Animals used in this study were submitted only to procedures that according to European (Directive 2010/63/EU of the European Parliament and of the Council of 22 September 2010 on the protection of animals used for scientific purposes. Chapter 1, Article 1, Section 5, paragraphs b and f) and Spanish (Real Decreto 53/2013, de 1 de febrero, por el que se establecen las normas básicas aplicables para la protección de los animales utilizados en experimentación y otros fines científicos, incluyendo la docencia, Article 2, Section 5, Paragraphs b and f) legislation on experimental animals are exempt from its application. The animals, belonging to a registered commercial farm supervised by the local livestock authority (Servicio de Ganadería de la Diputación Foral de Bizkaia) were submitted only to the introduction of a needle in accordance with good veterinary practice and were not killed in relationship with this study.

Animals and treatment

Twenty-five 3- to 6-month-old Limousin (6), Pyrenean (8) or crossed (11) cattle originally purchased from 8 different farms and currently housed in a small commercial feedlot were intramuscularly injected with 2 ml of a suspension of heat-inactivated cells of a local M. bovis isolate (NEIKER MS#1403) in Montanide 50 (SEPPIC, Paris, France) (MdR) or left untreated. Ten animals received a full dose of 107 colony forming units (CFU) (FD group), ten a reduced dose of 103 CFU (RD group), and 5 animals served as untreated controls (UC group). All breeds were present in each treatment group. Two animals from the FD group, 3 from the RD group and 2 from the UC group were lost because of unrelated disease (1), traumatism (1) or sale (5) before the final test.

Humoral immune response: ELISA test

On day 0, immediately before treatment, and at 15, 43, 78 and 186 days post-treatment (dpt), blood was obtained from each animal via the tail vessels and collected in EDTA Vacutainer tubes (Becton, Dickinson and Company, Sparks, MD, USA). The blood samples were analysed using an in-house anti-M. bovis ELISA with bovine PPD as the antigen [5]. This assay includes a serum Mycobacterium phlei pre-absorption step to reduce non-specific reactivity caused by environmental mycobacteria. The results of this test were expressed as relative optical density (OD) calculated as raw serum OD divided by the OD value of the positive control.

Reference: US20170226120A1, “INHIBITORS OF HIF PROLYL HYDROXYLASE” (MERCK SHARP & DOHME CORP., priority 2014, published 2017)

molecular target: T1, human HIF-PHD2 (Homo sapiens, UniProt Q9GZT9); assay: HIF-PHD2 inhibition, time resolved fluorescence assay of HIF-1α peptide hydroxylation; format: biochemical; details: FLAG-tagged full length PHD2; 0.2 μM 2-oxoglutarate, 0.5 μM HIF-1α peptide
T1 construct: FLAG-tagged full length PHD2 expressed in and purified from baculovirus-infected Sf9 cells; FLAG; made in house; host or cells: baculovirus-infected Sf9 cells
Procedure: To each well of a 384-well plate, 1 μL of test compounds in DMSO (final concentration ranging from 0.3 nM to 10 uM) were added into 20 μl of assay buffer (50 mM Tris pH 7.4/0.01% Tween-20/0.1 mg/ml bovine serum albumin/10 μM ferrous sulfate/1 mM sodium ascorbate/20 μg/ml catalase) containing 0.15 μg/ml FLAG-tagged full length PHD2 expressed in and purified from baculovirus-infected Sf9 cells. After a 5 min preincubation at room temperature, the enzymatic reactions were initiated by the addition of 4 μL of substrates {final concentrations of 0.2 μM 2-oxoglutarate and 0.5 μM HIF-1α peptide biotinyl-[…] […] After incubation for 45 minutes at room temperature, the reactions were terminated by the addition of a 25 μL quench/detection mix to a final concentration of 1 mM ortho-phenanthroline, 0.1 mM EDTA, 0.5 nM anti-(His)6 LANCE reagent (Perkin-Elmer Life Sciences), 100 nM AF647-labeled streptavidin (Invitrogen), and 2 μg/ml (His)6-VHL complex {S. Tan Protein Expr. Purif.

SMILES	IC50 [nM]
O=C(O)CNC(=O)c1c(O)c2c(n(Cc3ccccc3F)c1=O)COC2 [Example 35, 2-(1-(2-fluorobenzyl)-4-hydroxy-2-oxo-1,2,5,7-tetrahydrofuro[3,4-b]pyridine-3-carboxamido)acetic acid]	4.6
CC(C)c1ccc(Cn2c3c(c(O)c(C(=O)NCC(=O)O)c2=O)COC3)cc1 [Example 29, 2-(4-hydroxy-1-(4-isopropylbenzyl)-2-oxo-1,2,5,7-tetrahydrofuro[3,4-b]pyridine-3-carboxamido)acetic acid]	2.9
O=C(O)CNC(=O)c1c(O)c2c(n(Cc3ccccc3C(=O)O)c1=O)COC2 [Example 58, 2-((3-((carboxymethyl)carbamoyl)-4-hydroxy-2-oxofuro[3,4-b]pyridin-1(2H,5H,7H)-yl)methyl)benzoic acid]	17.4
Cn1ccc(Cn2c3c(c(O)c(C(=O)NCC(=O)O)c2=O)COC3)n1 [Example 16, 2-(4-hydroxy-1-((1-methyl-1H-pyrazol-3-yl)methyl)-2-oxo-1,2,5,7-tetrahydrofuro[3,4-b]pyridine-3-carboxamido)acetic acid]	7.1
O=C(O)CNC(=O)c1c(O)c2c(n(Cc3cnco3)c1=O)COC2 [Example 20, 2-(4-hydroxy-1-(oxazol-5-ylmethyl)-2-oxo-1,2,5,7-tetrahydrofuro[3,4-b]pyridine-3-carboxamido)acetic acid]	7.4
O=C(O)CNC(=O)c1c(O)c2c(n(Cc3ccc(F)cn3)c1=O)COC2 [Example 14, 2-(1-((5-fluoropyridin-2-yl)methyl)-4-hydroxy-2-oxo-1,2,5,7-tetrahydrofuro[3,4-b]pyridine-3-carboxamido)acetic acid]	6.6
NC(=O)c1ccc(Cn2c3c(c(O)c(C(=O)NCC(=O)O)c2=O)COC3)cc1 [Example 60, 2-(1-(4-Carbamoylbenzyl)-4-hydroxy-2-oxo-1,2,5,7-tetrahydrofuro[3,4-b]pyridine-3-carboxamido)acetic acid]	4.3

IFN-γ release assay (IGRA)

Immediately before treatment and at 15, 43, 78 and 186 dpt blood stimulation was performed within the first 8 h after sampling in 24-well culture plates (Becton-Dickinson®, Franklin Lakes, NJ) with either phosphate-buffered saline (PBS), avian purified protein derivative (PPDAV) (CZ Veterinaria® SA, Porriño, Spain) or bovine purified protein derivative (PPDBOV) (CZ Veterinaria® SA, Porriño, Spain) tuberculin. After incubation for 16–24 h at 37°C + 5–7% CO2, plasma was separated by centrifugation and frozen at -20°C until testing. Subsequently, a commercial IGRA (BovigamTM, Fisher Scientific, Schlieren, Switzerland) was performed in accordance with the manufacturer’s instructions.

Intradermal reaction

At 46 and 81 dpt, each animal was intradermally inoculated at three spots on each side of the neck (ST) with 0.1 ml of standard bovine and avian tuberculin (CZV, SA. Porriño, Spain) or PBS using a Dermojet device (AKRA Dermojet, Pau, France). Reactions were read after 72 h according to the Spanish TB control program regulations.

Phagocytosis assay

The phagocytosis assays were performed at 78 and 186 dpt to estimate the bacterial load reduction associated with each treatment as previously described [6,7]. For the first phagocytic assay, peripheral blood was drawn into heparinized Vacutainer tubes, diluted 1:2 in Hanks balanced salt solution (HBSS), layered over 10 ml of Ficoll-Paque gradient (1.084 g/cm3) and centrifuged at 900 x g for 30 min. The cell interphase was collected and centrifuged at 400 x g for 10 min to remove platelets from peripheral blood monocytic cells (PBMCs). For the second test, macrophages were magnetically enriched from PBMCs using magnetic activated cell sorting (MACS) technology (Miltenyi Biotech, Bergisch Galdbach, Germany). In both cases, bovine monocytes were resuspended in RPMI-1640 supplemented with 20 mM L-glutamine, 10% heat-inactivated bovine serum, 100 U ml-1 penicillin G and 100 mg ml-1 streptomycin sulfate (Lonza) and seeded into 24-well plates at a density of 4 x 105 cells ml-1. After 2 h at 37°C in a humidified 5% CO2 incubator, non-adherent cells were removed. Adherent cells were incubated for 7 days at 37°C to allow differentiation to MDM prior to infection. Differentiated MDMs were inoculated with a single-cell suspension of M. bovis at an MOI (multiplicity of infection; bacteria:cells) of 10:1. After 2 h and 7 days, the supernatant was removed from three wells, and the cells were washed twice with HBSS to remove extracellular bacteria. Infected macrophages were lysed by vigorous pipetting with 0.5 ml of 0.1% Triton X-100 (Sigma-Aldrich) in sterile water for 10 min. Supplemented Mycobacteria Growth indicator tubes (MGIT) (Becton, Dickinson and Company, Sparks, MD) were inoculated with 0.1 ml of each initial bacterial suspension and with the 2 h and 7 d p. i. cell lysates. The tubes were incubated at 37 ± 2°C for up to 41 days in a Bactec MGIT 960 instrument (Becton, Dickinson and Company). The earliest instrumental indication of positivity (i.e., time to detection [TTD]) for each tube was recorded. The predicted number of bacteria in each positive tube was calculated using previously generated mathematical formulas which relate TTD (in days) to estimated log10 CFUs. Bacterial cell reduction between 2 h and 7 days p.i. were calculated by dividing the estimated log10 CFUs at day 7 by that at 2 h p.i.